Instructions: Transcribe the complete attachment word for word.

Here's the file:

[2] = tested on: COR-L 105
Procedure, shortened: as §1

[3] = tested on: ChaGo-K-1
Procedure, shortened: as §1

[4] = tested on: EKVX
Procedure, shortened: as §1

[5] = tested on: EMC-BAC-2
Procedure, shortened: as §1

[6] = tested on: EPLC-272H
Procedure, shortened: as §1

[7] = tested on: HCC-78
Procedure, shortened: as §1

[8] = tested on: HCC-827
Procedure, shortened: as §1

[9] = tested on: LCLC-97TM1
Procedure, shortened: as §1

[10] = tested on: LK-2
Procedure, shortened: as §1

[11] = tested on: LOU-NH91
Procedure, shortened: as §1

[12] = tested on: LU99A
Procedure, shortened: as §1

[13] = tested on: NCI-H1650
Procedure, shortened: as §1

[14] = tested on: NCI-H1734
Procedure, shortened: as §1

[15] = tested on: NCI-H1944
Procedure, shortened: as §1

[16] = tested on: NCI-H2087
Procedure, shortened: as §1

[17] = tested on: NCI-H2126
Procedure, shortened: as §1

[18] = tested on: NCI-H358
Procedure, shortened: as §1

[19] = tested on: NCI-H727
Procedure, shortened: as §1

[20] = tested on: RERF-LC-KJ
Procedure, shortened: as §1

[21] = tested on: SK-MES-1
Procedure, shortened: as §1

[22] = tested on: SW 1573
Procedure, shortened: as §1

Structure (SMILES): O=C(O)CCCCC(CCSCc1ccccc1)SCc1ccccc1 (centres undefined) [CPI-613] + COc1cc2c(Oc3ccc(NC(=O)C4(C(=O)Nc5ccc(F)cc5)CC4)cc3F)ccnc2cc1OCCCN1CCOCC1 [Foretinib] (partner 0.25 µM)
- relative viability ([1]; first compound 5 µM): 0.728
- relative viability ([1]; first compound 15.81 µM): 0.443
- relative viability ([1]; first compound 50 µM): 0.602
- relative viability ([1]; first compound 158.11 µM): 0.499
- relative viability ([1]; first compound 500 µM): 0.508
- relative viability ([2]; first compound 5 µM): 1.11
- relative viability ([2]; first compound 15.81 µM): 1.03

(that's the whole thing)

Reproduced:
[2] = tested on: COR-L 105
Procedure, shortened: as §1

[3] = tested on: ChaGo-K-1
Procedure, shortened: as §1

[4] = tested on: EKVX
Procedure, shortened: as §1

[5] = tested on: EMC-BAC-2
Procedure, shortened: as §1

[6] = tested on: EPLC-272H
Procedure, shortened: as §1

[7] = tested on: HCC-78
Procedure, shortened: as §1

[8] = tested on: HCC-827
Procedure, shortened: as §1

[9] = tested on: LCLC-97TM1
Procedure, shortened: as §1

[10] = tested on: LK-2
Procedure, shortened: as §1

[11] = tested on: LOU-NH91
Procedure, shortened: as §1

[12] = tested on: LU99A
Procedure, shortened: as §1

[13] = tested on: NCI-H1650
Procedure, shortened: as §1

[14] = tested on: NCI-H1734
Procedure, shortened: as §1

[15] = tested on: NCI-H1944
Procedure, shortened: as §1

[16] = tested on: NCI-H2087
Procedure, shortened: as §1

[17] = tested on: NCI-H2126
Procedure, shortened: as §1

[18] = tested on: NCI-H358
Procedure, shortened: as §1

[19] = tested on: NCI-H727
Procedure, shortened: as §1

[20] = tested on: RERF-LC-KJ
Procedure, shortened: as §1

[21] = tested on: SK-MES-1
Procedure, shortened: as §1

[22] = tested on: SW 1573
Procedure, shortened: as §1

Structure (SMILES): O=C(O)CCCCC(CCSCc1ccccc1)SCc1ccccc1 (centres undefined) [CPI-613] + COc1cc2c(Oc3ccc(NC(=O)C4(C(=O)Nc5ccc(F)cc5)CC4)cc3F)ccnc2cc1OCCCN1CCOCC1 [Foretinib] (partner 0.25 µM)
- relative viability ([1]; first compound 5 µM): 0.728
- relative viability ([1]; first compound 15.81 µM): 0.443
- relative viability ([1]; first compound 50 µM): 0.602
- relative viability ([1]; first compound 158.11 µM): 0.499
- relative viability ([1]; first compound 500 µM): 0.508
- relative viability ([2]; first compound 5 µM): 1.11
- relative viability ([2]; first compound 15.81 µM): 1.03